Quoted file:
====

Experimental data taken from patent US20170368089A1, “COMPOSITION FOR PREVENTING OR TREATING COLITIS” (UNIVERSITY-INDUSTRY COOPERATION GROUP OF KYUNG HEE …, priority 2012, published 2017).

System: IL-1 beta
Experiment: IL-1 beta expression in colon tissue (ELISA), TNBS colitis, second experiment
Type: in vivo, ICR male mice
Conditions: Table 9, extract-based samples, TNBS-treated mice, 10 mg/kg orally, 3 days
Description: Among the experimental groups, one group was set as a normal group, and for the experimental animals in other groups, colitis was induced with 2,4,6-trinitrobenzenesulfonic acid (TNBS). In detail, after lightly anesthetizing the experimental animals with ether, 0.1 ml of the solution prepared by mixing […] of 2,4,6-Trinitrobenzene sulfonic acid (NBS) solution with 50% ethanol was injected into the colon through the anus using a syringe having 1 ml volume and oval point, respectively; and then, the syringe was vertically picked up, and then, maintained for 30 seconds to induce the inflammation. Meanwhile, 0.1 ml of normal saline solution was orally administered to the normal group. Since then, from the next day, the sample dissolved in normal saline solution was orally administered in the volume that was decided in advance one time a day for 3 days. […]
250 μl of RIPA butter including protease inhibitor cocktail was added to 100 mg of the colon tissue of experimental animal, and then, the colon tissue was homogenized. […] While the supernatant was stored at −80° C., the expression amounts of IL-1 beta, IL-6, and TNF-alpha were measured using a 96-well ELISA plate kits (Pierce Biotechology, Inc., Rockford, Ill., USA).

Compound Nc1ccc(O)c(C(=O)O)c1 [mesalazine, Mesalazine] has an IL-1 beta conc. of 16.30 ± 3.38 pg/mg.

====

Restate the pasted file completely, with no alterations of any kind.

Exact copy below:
Experimental data taken from patent US20170368089A1, “COMPOSITION FOR PREVENTING OR TREATING COLITIS” (UNIVERSITY-INDUSTRY COOPERATION GROUP OF KYUNG HEE …, priority 2012, published 2017).

System: IL-1 beta
Experiment: IL-1 beta expression in colon tissue (ELISA), TNBS colitis, second experiment
Type: in vivo, ICR male mice
Conditions: Table 9, extract-based samples, TNBS-treated mice, 10 mg/kg orally, 3 days
Description: Among the experimental groups, one group was set as a normal group, and for the experimental animals in other groups, colitis was induced with 2,4,6-trinitrobenzenesulfonic acid (TNBS). In detail, after lightly anesthetizing the experimental animals with ether, 0.1 ml of the solution prepared by mixing […] of 2,4,6-Trinitrobenzene sulfonic acid (NBS) solution with 50% ethanol was injected into the colon through the anus using a syringe having 1 ml volume and oval point, respectively; and then, the syringe was vertically picked up, and then, maintained for 30 seconds to induce the inflammation. Meanwhile, 0.1 ml of normal saline solution was orally administered to the normal group. Since then, from the next day, the sample dissolved in normal saline solution was orally administered in the volume that was decided in advance one time a day for 3 days. […]
250 μl of RIPA butter including protease inhibitor cocktail was added to 100 mg of the colon tissue of experimental animal, and then, the colon tissue was homogenized. […] While the supernatant was stored at −80° C., the expression amounts of IL-1 beta, IL-6, and TNF-alpha were measured using a 96-well ELISA plate kits (Pierce Biotechology, Inc., Rockford, Ill., USA).

Compound Nc1ccc(O)c(C(=O)O)c1 [mesalazine, Mesalazine] has an IL-1 beta conc. of 16.30 ± 3.38 pg/mg.